And so the fun begins. Dashing up to my carriage I was greeted angrily by the female conductor who seemed to take personal offence at the idea that I was going to try and bring my bike into HER carriage! After point blank refusing me, I nearly gave up hope. Luckily a Russian fella walking past seemed to bypass all she was saying (much to her annoyance) and told me to take the wheels off, then he picked up the frame and walked straight on! Ignoring her protests! I scuttled after him with my wheels and by the time we’d found somewhere to put it the train was moving! I guess a reasonable success, although I did spend the next 4 days getting evil eyes from her.
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My carriage was the cheapest available and contained a hell of a lot of beds! To begin with the train was very quiet but as soon as our route merged with the other transiberian routes we were full!… The smell was impressive. There is little to avoid it when your stuck on a train for 7days with no showers and the only privacy is two TINY toilet cubicles. Still I am actually not complaining, I paid less than half of what most websites say tourists should expect and although my carriage buddies were mostly army men being transported and oil miners on their way home from Siberia I met some great people!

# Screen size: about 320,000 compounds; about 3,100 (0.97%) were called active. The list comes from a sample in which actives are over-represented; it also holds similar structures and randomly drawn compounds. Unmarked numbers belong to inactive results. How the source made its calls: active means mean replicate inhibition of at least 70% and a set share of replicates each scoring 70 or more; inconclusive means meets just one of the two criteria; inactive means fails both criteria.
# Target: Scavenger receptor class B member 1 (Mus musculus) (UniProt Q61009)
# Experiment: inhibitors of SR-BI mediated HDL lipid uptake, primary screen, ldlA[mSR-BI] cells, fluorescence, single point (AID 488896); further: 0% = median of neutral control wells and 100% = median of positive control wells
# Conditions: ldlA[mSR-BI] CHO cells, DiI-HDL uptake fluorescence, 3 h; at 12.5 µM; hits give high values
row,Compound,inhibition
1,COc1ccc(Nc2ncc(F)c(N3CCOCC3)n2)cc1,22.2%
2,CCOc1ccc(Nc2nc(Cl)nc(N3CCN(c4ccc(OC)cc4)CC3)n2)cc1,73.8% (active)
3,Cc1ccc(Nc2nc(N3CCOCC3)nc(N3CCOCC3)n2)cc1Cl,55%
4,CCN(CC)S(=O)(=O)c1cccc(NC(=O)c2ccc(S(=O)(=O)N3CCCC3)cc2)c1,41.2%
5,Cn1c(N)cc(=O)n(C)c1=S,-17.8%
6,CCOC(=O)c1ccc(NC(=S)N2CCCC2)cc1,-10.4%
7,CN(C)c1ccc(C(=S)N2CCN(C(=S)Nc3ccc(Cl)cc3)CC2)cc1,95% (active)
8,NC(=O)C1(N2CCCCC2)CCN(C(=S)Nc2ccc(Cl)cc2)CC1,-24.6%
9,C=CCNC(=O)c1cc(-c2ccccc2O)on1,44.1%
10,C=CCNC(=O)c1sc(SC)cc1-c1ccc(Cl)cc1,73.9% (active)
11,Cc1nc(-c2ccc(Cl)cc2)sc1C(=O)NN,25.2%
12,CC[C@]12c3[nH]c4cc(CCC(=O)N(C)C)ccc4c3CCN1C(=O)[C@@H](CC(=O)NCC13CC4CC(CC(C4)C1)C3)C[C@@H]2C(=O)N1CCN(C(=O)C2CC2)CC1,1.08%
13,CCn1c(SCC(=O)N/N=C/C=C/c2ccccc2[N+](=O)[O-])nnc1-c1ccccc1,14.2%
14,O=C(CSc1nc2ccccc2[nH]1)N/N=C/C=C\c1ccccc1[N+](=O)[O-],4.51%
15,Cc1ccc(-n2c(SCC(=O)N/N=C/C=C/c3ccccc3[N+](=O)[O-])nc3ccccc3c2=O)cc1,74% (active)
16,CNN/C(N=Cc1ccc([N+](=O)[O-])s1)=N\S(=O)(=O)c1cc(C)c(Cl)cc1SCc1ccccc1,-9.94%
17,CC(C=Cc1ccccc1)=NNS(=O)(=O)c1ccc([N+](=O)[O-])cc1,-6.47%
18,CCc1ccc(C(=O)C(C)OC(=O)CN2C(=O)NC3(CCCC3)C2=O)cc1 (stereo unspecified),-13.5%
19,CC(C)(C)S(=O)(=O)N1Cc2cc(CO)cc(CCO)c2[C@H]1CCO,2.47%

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These fellas, all oil miners refused to leave me alone! (Once they realised I wasn’t American) they kept barraging me with questions about my bike then showing me pictures of their children, and once the beer came out I even got a couple of marriage proposals since they were so enamoured by my adventures! Haha, and then there was my bunk-buddie Demitry who I met while his sobbing girlfriend refused to take her arms off him until the conductor was shouting at her to get off the train! He was slightly embarrassed but got over it quickly haha!
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Despite the company I still spent most of my time reading or staring out into the countryside – which looks suspiciously similar to the Yorkshire dales I might add! After a few days they all begin to blur together, passing through so many time zones Is endlessly confusing. I never seemed to know what time it was or if I should be tired or not! The only thing that seemed to mark our movements west was the station stops!